•  Yes. Pork barrel spending, not national defense. (4+ / 0-)

      Congress will oppose cuts the Pentagon wants to make if they impact defense contractors or bases in their districts. Instead, there will be cuts to research and modernization.

      In Des Moines, there is a National Guard F-16 squadron. The Pentagon wants to eliminate the F-16s and switch to a much smaller drone group. It would eliminate about 400 jobs. Of course the Governor and all members of the Iowa Congressional delegation objected.  

    •  Tons of obsolete cold war weapons systems. (2+ / 0-)
      Recommended by:
      Eric Nelson, angelajean
      So we will have a hollow force - tons of stuff and no one who knows how to use it.
      •  Lessening likelihood of using weapons ... (1+ / 0-)
        Recommended by:
        cocinero

        ... because they don't work as well, and
        ... because they don't meet the needs of today's military, and
        ... because they don't fit the strategy of 21st century war, and

        ... because military spending is like cocaine for the careers of elected officials.

        Let us count the ways. But mostly, military spending has - literally - defined a great many Congressional districts. It has elected and re-elected a truly boggling number of Representatives over the decades. And so it will continue until the need for innovation, budget pressures and a realistic view of America's role in the world compel changes ... and military spending may go on its present course and speed even then.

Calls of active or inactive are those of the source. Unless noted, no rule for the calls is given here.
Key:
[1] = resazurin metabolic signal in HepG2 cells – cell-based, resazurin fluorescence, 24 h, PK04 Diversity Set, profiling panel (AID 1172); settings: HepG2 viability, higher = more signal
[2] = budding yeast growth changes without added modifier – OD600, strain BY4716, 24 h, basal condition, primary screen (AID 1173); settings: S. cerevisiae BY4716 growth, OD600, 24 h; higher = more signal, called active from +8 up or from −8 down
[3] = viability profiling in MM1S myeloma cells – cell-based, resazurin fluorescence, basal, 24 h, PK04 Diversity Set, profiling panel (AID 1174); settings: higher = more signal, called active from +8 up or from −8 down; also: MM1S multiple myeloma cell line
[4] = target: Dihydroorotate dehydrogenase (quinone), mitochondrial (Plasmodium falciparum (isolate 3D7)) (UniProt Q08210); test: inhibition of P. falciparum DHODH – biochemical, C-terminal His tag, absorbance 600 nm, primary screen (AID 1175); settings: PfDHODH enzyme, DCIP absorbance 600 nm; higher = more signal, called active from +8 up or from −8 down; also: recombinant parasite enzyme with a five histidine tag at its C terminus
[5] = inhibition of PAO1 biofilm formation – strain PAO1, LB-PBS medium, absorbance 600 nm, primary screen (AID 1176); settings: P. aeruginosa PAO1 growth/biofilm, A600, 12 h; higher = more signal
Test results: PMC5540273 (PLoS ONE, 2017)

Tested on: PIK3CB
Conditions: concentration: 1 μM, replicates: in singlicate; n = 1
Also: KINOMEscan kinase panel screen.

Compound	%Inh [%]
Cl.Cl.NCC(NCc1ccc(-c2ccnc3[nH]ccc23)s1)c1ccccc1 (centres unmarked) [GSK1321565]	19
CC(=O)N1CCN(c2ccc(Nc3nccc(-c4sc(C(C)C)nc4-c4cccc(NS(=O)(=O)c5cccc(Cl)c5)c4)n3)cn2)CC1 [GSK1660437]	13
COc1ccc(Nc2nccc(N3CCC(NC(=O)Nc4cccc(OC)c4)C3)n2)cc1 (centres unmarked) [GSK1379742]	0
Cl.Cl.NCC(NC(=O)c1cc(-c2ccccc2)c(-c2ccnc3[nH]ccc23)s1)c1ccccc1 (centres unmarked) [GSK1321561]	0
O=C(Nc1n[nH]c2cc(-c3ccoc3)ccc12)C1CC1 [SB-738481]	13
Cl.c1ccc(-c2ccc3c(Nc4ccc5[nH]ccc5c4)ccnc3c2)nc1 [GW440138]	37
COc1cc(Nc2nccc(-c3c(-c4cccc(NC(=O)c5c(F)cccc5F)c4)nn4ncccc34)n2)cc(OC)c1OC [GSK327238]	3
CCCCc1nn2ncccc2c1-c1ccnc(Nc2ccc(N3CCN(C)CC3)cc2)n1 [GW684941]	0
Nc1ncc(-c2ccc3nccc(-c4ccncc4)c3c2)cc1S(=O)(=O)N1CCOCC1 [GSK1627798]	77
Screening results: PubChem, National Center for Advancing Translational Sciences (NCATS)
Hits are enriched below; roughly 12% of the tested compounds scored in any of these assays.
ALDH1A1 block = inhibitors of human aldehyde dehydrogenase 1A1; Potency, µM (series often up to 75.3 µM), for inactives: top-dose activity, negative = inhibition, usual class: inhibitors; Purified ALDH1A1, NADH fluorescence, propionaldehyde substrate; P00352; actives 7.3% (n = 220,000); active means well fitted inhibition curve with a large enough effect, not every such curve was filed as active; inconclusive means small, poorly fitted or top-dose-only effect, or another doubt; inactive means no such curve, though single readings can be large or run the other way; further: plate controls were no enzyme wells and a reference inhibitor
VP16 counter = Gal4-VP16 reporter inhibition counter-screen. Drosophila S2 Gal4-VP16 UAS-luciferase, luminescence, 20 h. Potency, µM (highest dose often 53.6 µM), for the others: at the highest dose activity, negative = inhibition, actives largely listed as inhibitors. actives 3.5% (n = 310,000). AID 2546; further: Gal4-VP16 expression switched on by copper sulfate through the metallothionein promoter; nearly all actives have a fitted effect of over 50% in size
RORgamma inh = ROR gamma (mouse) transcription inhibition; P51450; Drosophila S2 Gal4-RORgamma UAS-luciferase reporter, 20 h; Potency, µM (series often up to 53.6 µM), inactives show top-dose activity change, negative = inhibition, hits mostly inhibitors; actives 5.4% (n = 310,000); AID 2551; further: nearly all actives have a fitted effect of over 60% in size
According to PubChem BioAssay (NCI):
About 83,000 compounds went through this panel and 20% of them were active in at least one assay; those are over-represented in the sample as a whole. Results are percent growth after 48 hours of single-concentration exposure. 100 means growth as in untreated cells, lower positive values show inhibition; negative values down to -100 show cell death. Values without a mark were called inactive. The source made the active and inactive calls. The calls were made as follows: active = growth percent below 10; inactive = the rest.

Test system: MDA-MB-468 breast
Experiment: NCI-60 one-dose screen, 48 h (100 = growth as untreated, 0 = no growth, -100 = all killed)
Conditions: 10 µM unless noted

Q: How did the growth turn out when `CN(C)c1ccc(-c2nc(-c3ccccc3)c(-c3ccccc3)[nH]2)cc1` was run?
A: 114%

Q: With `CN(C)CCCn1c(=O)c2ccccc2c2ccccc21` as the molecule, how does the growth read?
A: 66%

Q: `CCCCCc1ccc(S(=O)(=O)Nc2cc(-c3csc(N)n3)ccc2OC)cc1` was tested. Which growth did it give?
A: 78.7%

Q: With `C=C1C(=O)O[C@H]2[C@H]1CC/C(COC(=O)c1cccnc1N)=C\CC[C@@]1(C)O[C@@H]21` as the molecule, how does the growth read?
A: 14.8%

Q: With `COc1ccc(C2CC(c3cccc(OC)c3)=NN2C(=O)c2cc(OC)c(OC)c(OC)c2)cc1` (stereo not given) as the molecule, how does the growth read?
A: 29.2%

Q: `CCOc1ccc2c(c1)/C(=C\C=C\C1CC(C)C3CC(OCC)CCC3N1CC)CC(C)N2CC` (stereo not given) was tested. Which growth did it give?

In fact, it seems to.

        Obama and strong Democratic majorities in 2012!

        by TRPChicago on Tue Jun 26, 2012 at 05:37:03 AM PDT

        [ Parent ]

    •  Or cut troops' benefits (0+ / 0-)

      Pay, retiree medical, etc.  They will cut anything but the $$$ to their corporate overlords.  Those campaign coffers don't fill themselves you know.

      I will speak out whenever and wherever I see racism. Silence is not an option! Please support NFTT 2012

      by Actbriniel on Tue Jun 26, 2012 at 04:48:52 AM PDT

      [ Parent ]

  •  So why not lobby to raise taxes on rich? (9+ / 0-)

    I love how GOP only cares about military jobs - but vote to cut 100,000 USPS jobs, blocks jobs for tens of thousands of teachers and first responders because "we can't afford it" - but MIC jobs - well those are absolute necessity.